SPECIAL REPORT: Who wants a four day week?


FAYETTEVILLE, Ark. (KNWA) β€” The ALLPS School of Innovation in Fayetteville is the only school in its district to run on a four day schedule. Denise Hoy has been the principal of the school since 2014.

“The first year I was here, I noticed a trend of low attendance on Fridays,” Dr. Hoy said. “In an alternative school, attendance is typically the problem.”

She noticed that attendance would normally go from about 76% to 30% on Fridays, so she decided to fill out a School of Innovation waiver with the Arkansas Department of Education.

“I submitted a request to waive the 30 hours of attendance to 24 hours,” Dr. Hoy said. “That allowed me one full day and we chose Fridays.”

The state department defines a School of Innovation, or SOI, as one that “transforms teaching and learning,” something Hoy set out to do when she accepted the position.

Students can earn a three day weekend by keeping up good grades, behavior, and attendance.

“After implementing that for a year, we went from a 76% attendance rate to a 93% attendance rate,” Dr. Hoy said. “That’s kind of been consistent for the past five years.”

“I feel like there could be a lot of benefits for kids as far as improved sleep, less stress, better mental and physical health,” said nurse practitioner for Northwest Health, Heron Martin.

Martin says shorter weeks can help students with stress management.

“In junior high and high school, kids have a lot of stress,” Martin said. “They put stress on themselves. Stress from their friends, their teachers, their parents. And they often overdo it. They need to learn how to manage their stress so that they don’t develop anxiety and depression.”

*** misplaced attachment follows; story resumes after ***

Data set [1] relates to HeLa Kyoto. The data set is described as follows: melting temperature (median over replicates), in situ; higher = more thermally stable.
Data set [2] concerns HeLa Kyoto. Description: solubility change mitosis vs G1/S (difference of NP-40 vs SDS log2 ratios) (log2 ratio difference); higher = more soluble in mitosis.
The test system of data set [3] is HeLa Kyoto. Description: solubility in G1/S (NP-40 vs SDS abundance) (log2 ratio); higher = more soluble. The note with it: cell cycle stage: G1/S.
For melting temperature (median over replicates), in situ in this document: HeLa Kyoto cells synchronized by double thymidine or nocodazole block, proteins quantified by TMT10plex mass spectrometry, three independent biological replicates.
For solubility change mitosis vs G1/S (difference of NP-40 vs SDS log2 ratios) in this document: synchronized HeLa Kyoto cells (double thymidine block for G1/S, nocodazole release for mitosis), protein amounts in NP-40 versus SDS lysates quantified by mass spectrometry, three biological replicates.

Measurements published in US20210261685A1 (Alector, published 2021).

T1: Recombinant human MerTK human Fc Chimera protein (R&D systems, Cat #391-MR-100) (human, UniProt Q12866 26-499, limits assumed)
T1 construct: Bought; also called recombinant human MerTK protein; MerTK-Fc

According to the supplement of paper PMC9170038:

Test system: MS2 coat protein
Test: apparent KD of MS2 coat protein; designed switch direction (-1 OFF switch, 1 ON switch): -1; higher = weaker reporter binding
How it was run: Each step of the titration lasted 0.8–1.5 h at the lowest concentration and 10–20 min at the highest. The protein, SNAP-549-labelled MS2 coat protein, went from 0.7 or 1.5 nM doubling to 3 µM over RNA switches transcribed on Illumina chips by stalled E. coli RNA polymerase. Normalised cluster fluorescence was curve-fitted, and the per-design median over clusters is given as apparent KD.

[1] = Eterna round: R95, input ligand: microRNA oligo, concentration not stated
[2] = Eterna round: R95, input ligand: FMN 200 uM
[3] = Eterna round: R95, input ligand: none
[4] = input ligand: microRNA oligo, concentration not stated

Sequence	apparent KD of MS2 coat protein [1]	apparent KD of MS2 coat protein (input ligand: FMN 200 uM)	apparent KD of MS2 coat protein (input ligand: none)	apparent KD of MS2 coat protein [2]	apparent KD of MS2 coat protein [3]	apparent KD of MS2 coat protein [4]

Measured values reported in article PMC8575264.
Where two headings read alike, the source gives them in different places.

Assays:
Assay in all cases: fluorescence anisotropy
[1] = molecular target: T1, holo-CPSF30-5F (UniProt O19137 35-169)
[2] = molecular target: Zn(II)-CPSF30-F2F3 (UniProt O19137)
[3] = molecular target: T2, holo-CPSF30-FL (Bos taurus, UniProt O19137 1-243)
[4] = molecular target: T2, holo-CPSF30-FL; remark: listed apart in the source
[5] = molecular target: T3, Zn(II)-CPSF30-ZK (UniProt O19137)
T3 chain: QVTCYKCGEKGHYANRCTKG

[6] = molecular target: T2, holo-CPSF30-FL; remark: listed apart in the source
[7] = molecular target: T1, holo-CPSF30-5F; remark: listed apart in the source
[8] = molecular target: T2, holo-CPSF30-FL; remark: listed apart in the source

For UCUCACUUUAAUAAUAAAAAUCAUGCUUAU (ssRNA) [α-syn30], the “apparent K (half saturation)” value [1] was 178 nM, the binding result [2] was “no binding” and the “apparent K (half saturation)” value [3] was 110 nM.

While Martin thinks it’s an interesting concept, she doesn’t think the Natural State is ready for the change as a whole.

“Our traditional workforce works five days a week, there could be a lot of childcare issues when it comes to that four day work week,” Martin said.

“Springdale has never really gotten serious about a four day school week,” said communication director for the Springdale School District, Rick Schaeffer. “It was looked at a few years ago, did parent surveys. Not enough buy in.”

Schaeffer says all 31 schools in the district have classes Monday through Friday.

“We can see the benefits of it, but on the other hand, too many of our parents in our district, probably a large majority, value that summer time,” Schaeffer said.

Arkansas state law says kids must be in school 192 days of the year. However, the School of Innovation waiver allows ALLPS to start in August and end in May, just like the majority of schools in the area. Senior Anna Grace Farrell appreciates the flexibility.

“When I’m older, I want to be a dental hygienist, but on the side I want to have an interior design business,” Farrell said. “So I like how it’s setting me up to do multiple things and just be more productive overall.”

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